Illumination: There are 3 categories of illumination: low level but long duration, medium, and high illumination with short duration. It’s important to have all three in one’s kit. Glow sticks are excellent for 4-6 hours (in the cold) where low illumination is all that’s needed. A headlamp can provide medium illumination (most have multiple settings now for low light and bright light, trading off duration). High intensity tactical flashlights are essential when defensive measures are required.
Cash: For a Get-Home situation, silver and gold will be utterly useless. Yes, survivalists of old, they will. A get-home situation is most likely at the onset of a threat event, and society as a whole will not have acclimated to a precious metal monetary paradigm. It would take weeks and possibly months for that. Cash on hand buys you options. Maybe some skis at the store, maybe a ride on a truck that was unaffected by the event, maybe a night in a hotel somewhere. Cash is versatility to obtain lacking resources.
Battery backups: Have spare batteries for all electronics. Spare batteries should be stored on one’s person to prevent power loss. For maximum resiliency use lithium ion batteries and buy gear that is compatible with Li-ion.
10 Essentials: Outdoorsmen have long understood the necessity of the 10 essentials. In their quest to pare down weight for more enjoyable hiking, they often remove things not used or seldom used from their packs. The exceptions are the 10 essentials, which stay a part of the pack regardless of frequency of use.
- First-aid kit.
- Sunglasses and sunscreen.
- Extra clothing.
- Rain gear.
- Firestarter and matches.
- Extra water.
- Extra food.
- Headlamp or flashlight.
- Map and compass
Some of these are covered elsewhere. The utility of the rest of these items should be self-evident.
Navigation: Using GPS apps, maps, and compass should all be a well-practiced skill set. GPS and map datums should match. Maps should NEVER show destinations! Plot courses to the nearest major intersection or significant landmark that you know how to get home from. Label each route home. Ensure your spouse has copies of these routes in case they have a working vehicle and can safely rendezvous with you (assuming you have communications). Likewise, have copies of their routes. Annotate with water sources, caches, shelter options, and other resources. Maps should be durable.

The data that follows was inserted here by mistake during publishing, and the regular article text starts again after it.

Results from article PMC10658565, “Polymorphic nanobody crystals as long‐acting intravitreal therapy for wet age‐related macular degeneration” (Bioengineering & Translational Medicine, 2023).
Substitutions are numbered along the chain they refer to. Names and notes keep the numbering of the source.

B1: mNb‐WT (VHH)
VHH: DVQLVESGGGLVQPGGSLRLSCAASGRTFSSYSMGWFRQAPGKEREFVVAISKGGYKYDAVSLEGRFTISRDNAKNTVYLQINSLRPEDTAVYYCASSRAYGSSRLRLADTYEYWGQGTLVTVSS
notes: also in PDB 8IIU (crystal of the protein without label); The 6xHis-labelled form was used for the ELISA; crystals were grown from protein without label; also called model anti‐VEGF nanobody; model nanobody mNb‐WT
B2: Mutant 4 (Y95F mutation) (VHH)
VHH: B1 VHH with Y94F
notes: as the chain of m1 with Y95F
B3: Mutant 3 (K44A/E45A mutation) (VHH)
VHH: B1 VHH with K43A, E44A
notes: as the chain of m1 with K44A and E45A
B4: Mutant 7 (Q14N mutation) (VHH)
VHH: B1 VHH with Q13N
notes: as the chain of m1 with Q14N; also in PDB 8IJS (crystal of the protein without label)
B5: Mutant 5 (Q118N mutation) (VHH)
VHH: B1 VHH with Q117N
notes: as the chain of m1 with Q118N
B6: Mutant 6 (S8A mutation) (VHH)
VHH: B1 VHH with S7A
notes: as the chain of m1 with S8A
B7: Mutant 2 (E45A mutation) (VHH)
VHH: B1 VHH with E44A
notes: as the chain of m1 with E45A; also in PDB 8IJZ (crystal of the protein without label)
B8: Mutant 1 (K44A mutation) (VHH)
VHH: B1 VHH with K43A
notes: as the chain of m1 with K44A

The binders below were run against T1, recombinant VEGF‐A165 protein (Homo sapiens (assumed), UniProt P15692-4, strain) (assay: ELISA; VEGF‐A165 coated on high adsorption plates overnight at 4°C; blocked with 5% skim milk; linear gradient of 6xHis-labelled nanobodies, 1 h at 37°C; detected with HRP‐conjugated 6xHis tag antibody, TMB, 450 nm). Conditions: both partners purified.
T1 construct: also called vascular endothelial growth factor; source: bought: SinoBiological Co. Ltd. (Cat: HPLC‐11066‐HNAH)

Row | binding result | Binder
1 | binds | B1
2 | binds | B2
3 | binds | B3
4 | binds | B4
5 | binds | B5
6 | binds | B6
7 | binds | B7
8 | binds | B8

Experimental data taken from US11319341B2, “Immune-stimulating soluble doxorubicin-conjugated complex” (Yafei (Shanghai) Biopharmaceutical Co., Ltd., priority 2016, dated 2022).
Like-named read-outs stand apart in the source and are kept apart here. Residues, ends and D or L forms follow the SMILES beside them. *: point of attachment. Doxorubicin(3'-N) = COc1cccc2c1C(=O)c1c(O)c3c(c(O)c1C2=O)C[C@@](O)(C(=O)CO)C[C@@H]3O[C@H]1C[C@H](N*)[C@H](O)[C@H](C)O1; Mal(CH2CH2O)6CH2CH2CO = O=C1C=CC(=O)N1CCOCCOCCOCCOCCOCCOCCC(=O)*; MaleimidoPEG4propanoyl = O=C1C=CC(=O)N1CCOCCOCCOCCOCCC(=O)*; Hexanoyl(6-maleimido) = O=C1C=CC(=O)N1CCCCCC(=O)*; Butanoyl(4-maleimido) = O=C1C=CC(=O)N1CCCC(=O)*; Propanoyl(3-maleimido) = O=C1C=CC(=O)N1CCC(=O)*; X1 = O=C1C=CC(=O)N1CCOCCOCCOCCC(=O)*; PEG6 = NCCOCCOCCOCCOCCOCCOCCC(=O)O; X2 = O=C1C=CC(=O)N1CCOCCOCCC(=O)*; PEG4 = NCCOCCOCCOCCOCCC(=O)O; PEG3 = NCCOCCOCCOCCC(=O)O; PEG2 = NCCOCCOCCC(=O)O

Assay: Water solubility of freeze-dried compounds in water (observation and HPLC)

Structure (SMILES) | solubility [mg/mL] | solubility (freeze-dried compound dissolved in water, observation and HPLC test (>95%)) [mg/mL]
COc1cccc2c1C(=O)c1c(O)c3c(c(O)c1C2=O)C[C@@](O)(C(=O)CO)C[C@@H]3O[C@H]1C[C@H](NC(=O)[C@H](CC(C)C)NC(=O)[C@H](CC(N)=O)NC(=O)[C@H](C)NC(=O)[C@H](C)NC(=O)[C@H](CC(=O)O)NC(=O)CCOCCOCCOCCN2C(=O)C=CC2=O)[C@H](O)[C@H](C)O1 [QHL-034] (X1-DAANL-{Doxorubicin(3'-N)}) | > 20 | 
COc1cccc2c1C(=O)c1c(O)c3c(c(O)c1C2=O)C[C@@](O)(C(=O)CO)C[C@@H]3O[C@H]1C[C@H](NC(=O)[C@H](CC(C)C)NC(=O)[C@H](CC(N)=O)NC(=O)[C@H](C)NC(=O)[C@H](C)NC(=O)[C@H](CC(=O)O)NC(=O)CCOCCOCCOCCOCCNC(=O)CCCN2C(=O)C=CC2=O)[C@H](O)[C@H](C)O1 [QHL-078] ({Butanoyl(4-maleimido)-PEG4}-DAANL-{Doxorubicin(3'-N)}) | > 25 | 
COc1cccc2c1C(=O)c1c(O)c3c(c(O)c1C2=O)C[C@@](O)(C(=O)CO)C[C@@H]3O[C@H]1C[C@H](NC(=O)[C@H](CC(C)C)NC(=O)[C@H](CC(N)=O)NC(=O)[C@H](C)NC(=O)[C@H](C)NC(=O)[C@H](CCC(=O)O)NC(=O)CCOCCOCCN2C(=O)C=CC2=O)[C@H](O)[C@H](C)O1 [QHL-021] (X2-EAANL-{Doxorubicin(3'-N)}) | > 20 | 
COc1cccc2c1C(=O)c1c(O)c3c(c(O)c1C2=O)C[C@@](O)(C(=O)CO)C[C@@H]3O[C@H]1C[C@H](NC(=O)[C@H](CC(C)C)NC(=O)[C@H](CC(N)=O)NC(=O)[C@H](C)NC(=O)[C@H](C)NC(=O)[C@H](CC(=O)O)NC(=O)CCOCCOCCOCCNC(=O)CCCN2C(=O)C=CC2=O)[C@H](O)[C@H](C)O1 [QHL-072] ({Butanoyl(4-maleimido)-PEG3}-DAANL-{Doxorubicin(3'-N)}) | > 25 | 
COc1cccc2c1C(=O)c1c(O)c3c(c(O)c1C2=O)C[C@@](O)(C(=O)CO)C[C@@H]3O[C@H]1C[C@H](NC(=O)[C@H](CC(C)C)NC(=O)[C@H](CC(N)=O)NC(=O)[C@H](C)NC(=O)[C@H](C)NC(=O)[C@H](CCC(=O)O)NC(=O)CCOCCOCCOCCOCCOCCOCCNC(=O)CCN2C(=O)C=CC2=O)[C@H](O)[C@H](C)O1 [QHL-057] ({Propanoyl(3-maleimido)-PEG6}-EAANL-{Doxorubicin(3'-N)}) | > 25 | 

Everyday Carry on-body (Tier 1) and Get Home Bag (Tier 2) Checklist:
|Tier 1||Tier 2|
|Spare mag||1-2 mag||2 mag|
|Melee handheld||Tactical pen
|First aid kit||Pocket Kit||First Aid Kit|
|Medications||in Pocket kit||N/A|
Full brim hat
|Face covering||N/A||Shemegh/ bandana
|Base layers||N/A||1 Merino Wool|
|Gloves (not work gloves)||N/A||1 pr glove liner
1 pr heavy
|Socks||N/A||1 pr midweight wool
1 pr heavy weight wool
|Footwear||N/A||Hiking / Winter|
|Fire starting||N/A||Bic Lighter x2
Tea candles x2
|Shelter (normal)||N/A||SilNylon tarp|
|Insulation/Bedding||N/A||Silk bag liner
Mylar blanketWool blanket 1-2
|Water||N/A||40 fl oz|
Floss / Carbon / Bottle
|Foods||N/A||Yes (2 servings)|
|Disposable wipes / TP||N/A||Yes|
|Rescue / Mitigation|
|Tape/Fastening||N/A||20′ duct tape
10 large zip ties
|Maps||N/A||Work to Home|
|GPS app / handheld||smartphone||N/A|
|TX/RX Radio + charger||N/A||Yes|
|Cell phone charger||N/A||Charging block
|Emergency currency||$100 in $20’s||$100 in $5’s
$100 in $20’s
|USB Drive + documents||N/A||Yes|
|Spare batteries||N/A||Battery block for phone
Tac Light: 1 refill
Headlamp: 1 refillOptics: 1 refill
|Pack||N/A||approx 2000 ci|
NOTES ON USING THIS CHECKLIST:
- Items marked N/A may not appear on that tier (for instance, you’re not expected to have 4 glow sticks on-body carry) but may be applicable for another tier. Items that have N/A for both tiers shown might be a bug-out-bag (tier 3), or bug-out-vehicle (tier 4) item.
- Some items have hyperlinks with suggested product.